Thank goodness, Georgiana thought, watching the couple. Four children was enough, Georgie had heard both Will and Elizabeth say it privately. Will didn't want Lizzie risking herself again with another pregnancy. And they'd decided the addition of a fifth child to their family, even through adoption, would be too much for Elizabeth's health to cope with. As it was, Will now rarely traveled for work. Elizabeth had given up the stage after her pregnancy with Ben. Lizzie continued to run her foundation, Dancing Differently, and Will often worked from his Pemberley office. They were content with their family of four.
Little Lissie had squirmed down from her daddy's arms and was now hiding her face in his trouser leg. Baby William was dozing on his mother's shoulder, largely undisturbed by the chatter all around him. Meanwhile, Will was now whispering something in his wife's ear. Whatever he said, it caused Elizabeth to laugh. And to blush. And to whisper what looked like an equally playful response in return.
Even now, a decade into their marriage, they still acted like a pair of lovestruck newlyweds.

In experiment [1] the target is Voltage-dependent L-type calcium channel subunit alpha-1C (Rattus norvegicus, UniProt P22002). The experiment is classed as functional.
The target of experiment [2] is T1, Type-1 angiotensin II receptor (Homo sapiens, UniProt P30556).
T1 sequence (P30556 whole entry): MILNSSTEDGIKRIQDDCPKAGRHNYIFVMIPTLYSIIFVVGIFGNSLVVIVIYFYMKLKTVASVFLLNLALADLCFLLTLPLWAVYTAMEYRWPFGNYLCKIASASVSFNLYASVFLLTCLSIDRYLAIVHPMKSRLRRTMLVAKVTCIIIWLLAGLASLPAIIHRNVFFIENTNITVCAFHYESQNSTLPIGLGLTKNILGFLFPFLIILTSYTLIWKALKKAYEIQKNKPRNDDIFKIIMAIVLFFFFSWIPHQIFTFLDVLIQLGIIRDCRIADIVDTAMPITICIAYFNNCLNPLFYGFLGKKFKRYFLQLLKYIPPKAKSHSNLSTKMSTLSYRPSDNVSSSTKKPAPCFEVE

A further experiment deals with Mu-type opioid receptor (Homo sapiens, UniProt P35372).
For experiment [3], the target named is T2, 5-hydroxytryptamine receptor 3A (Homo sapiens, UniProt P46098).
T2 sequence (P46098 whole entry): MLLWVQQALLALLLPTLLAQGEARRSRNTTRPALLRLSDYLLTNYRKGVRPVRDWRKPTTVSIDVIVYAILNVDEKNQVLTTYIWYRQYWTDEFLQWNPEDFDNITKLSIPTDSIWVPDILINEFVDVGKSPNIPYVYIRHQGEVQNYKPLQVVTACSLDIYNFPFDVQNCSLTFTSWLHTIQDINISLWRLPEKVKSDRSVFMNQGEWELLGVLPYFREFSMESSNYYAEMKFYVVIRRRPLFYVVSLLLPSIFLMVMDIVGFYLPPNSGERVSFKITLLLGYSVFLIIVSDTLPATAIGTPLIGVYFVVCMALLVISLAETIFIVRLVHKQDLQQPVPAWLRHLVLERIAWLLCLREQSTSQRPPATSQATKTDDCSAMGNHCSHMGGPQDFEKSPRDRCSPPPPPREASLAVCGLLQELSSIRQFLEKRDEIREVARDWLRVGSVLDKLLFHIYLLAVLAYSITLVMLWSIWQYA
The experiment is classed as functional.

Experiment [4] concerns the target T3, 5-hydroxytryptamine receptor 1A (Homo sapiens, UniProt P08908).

In fact, Georgiana realized she was currently surrounded by couples. Her best friend, opera singer Margaret Dashwood had arrived to Georgiana's graduation party with her long-time boyfriend Theodore Lawrence as her date. Teddy Lawrence was a part-time jazz pianist, and a full-time executive in his grandfather's company. It was a good match; both were playful and clever, and very kind.
Margaret wasn't her only Bardwell friend attending her party. Ewan was here--with his wife. Unlike Georgiana, he'd opted out of attending university, as many of her Bardwell classmates had. Instead, he'd moved to America and made a name for himself with an orchestra in Texas. Luck and good timing had allowed both Ewan and his Texan wife to return in time for Georgiana's graduation party. Georgiana took a small sip of her punch, taking in the sight of Ewan talking with his wife. She was happy he'd found someone to love and appreciate him.